LOVE is an action word

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In How to Raise Emotionally Healthy Children, Dr. Gerald Newmark defines the five critical emotional needs of children – and parents, too – as:

    The need to feel INCLUDED
    The need to feel RESPECTED
    The need to feel IMPORTANT
    The need to feel ACCEPTED
    The need to feel SECURE

Perhaps you have asked yourself, “What about love? Why hasn’t love been included as one of the five critical needs of children?” It was omitted purposefully, not because it lacks importance—on the contrary, it is extremely important—but rather because the word “love” has lost some of its force and meaning through overuse and misuse.

In many cases, saying the words “I love you” has become trite, meaningless, or confusing. In a scene from the movie Nuts, a conversation takes place between a mother and her estranged daughter: The mother says to the daughter, “You know we love you sweetheart, don’t you? Didn’t we always tell you we loved you?” To which the daughter replies angrily, “Love? What do you know about love? You told me you loved me, but you never showed me you did.” Yes, there is a difference.

There are parents who abuse or neglect their children and then say, “I love you,” thinking it makes up for their behavior. Too often, love is equated with saying “I love you.” If saying “I love you” were enough, we might not have such a high divorce rate. Marriages don’t break up because a spouse stops saying “I love you.” They break up because spouses quit treating each other in a loving way.

Most parents love their children or so we assume. However, we cannot assume from this that most parents act in a loving way. Dr. Newmark’s answer to “What about love?” is that loving your child is essential and saying “I love you” is important, but neither is sufficient unless you act in a loving way. That is why he defines “acting in a loving way” as relating to children in ways that make the child feel respected, important, accepted, included, and secure—that’s the best way to say, “I love you.”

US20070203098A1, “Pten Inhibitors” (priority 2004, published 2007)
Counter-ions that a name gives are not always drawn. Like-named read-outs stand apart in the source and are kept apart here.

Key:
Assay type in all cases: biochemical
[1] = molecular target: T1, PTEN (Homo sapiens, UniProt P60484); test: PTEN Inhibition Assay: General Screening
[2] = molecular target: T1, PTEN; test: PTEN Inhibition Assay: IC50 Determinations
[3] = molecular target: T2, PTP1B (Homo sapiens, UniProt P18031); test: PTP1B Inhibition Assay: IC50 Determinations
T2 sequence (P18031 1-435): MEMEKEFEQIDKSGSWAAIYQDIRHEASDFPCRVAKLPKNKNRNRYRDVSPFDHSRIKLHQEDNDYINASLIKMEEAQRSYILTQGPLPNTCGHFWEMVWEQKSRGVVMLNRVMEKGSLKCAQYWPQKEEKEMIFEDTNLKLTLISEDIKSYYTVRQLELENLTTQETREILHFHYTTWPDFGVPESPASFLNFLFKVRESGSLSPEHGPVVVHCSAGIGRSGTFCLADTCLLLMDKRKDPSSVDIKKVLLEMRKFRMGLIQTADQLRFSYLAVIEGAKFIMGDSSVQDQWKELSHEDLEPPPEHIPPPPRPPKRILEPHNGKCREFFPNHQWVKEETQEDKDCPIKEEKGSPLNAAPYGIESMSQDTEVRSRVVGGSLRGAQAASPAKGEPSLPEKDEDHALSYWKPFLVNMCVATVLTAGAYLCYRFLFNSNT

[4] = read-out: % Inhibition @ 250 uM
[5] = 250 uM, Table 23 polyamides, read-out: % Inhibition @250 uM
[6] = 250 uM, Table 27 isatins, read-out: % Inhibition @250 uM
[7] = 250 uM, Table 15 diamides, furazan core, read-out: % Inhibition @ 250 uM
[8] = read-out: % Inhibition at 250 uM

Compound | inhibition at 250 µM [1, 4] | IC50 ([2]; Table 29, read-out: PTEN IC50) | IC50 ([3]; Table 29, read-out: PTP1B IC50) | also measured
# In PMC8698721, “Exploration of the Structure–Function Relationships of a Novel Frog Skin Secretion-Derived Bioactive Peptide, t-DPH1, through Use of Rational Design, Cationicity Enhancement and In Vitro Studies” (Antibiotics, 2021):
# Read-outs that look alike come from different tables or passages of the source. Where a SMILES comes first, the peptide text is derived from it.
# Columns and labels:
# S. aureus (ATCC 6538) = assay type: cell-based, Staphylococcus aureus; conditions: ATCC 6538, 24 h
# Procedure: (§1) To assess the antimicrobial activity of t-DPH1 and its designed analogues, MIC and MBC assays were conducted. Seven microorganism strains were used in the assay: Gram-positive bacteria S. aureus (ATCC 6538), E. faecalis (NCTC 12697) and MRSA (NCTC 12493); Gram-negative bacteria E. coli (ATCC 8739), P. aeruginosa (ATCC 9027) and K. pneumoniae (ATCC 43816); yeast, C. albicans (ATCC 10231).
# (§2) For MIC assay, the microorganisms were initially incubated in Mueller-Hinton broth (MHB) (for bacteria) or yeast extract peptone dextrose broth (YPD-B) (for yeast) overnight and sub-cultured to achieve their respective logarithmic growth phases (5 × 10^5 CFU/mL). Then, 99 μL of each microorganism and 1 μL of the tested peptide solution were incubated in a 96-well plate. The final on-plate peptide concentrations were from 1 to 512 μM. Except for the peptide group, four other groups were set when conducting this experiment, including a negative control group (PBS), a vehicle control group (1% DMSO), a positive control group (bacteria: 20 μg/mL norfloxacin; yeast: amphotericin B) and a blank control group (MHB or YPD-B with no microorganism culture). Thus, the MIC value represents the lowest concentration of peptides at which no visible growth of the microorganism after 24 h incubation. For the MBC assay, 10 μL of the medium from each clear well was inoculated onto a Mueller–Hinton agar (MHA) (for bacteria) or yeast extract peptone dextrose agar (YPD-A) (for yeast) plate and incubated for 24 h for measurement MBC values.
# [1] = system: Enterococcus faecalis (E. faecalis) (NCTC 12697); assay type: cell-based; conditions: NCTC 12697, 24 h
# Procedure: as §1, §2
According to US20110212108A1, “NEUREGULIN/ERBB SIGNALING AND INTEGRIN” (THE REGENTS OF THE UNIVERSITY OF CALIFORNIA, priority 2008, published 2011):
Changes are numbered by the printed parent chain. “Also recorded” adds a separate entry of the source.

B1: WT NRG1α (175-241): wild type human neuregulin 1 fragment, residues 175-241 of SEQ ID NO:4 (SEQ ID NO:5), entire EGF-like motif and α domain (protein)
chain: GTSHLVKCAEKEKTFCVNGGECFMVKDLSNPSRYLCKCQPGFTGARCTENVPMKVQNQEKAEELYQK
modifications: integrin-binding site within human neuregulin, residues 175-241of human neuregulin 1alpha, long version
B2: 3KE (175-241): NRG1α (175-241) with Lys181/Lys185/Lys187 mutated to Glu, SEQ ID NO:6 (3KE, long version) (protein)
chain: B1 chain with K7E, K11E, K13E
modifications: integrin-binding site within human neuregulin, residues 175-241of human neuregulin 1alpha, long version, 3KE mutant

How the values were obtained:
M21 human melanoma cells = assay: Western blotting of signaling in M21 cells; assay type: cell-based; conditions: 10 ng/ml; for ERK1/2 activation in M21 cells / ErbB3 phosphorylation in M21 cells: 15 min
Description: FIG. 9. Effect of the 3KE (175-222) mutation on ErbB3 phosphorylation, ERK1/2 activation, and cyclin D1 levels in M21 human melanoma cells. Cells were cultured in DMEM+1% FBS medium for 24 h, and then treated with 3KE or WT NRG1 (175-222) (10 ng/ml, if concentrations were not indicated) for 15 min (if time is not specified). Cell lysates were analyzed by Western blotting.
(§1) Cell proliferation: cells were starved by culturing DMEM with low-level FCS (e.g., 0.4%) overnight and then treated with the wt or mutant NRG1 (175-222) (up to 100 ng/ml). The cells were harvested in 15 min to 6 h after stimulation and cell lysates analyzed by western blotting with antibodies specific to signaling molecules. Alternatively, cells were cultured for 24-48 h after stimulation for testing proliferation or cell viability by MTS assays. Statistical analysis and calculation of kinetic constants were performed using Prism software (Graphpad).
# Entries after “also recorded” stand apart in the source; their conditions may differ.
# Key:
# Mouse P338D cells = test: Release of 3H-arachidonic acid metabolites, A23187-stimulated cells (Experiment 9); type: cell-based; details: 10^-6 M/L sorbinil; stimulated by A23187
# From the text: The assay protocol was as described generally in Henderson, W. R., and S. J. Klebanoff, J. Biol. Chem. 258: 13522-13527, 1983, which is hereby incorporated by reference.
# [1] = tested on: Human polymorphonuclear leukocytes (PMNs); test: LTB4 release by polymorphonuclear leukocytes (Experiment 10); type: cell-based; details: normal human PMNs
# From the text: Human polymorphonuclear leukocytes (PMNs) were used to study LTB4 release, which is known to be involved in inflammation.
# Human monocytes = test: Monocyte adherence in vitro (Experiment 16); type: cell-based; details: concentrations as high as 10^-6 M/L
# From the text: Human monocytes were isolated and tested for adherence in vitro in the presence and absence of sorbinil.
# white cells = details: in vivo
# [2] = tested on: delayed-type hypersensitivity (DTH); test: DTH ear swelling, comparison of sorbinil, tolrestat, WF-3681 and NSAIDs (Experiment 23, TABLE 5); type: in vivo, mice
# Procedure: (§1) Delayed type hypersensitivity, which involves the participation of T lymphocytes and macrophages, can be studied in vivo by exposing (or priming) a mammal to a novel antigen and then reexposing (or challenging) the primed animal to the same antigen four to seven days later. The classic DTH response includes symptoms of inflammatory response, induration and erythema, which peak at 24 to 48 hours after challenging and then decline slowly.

Our book How to Raise Emotionally Healthy Children is available from Amazon in paperback and Kindle ebook in both English and Spanish.

***As always, you can visit us at The Children’s Project website, LIKE us on Facebook, or follow us on on Twitter!***

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Feel Better or Bitter – It’s Always Your Choice, by Maddisen Krown

Feel Better or Bitter – It’s Always Your Choice by Maddisen Krown

Dear Maddisen:

I’m in my 30’s, but I still find myself feeling really angry at my father for all the stuff he did and didn’t do when I was a kid, and for how oblivious he still is about all of that. He’s such an unhappy person. And guess what, so am I. How can I free myself from this bitter prison? And how do I not pass this on to my own kids? AL

Maddisen Krown, Huffington Post columnist and Life Coach, responds to this reader’s question in her Ask Maddisen column at NoHoArtsDistrict.com.

photo from Ask Maddison column (www.nohoartsdistrict.com)

photo from Ask Maddison column (www.nohoartsdistrict.com)

We are thrilled that Maddisen’s response mentions Dr. Newmark and recommends our book How to Raise Emotionally Healthy Children.

Her response is very affirming, gentle, and includes simple and concrete exercises (such as a forgiveness exercise) to “transform anger and unhappiness into happiness and more inner peace.”

She also reminds us that “We always have the freedom to choose thoughts, feelings, and actions that support our well being and the well being of all concerned. We can choose to feel better, not bitter.”

She recommends How to Raise Emotionally Healthy Children when talking about “supporting the happiness of your own children.

“Childrearing is too important to leave to chance!” This is what Dr. Gerald Newmark writes in his groundbreaking book, “How To Raise Emotionally Healthy Children”. I’ve read Dr. Newmark’s book, and I highly recommend it whether you have children or not! His basic thesis is that all children (and teens and adults – all people) have five critical needs that are essential to their emotional health. These are the need to feel respected, important, accepted, included, and secure. His book presents a philosophy of parenting and an action-oriented strategy based on the five critical needs. It’s simple, powerful, and effective!

I highly recommend reading the entire column! You can find it here.

Go to Amazon.com to purchase a paperback copy or ebook ($2.99) of How to Raise Emotionally Healthy Children.

***As always, you can visit us at The Children’s Project website, LIKE us on Facebook, or follow us on on Twitter!***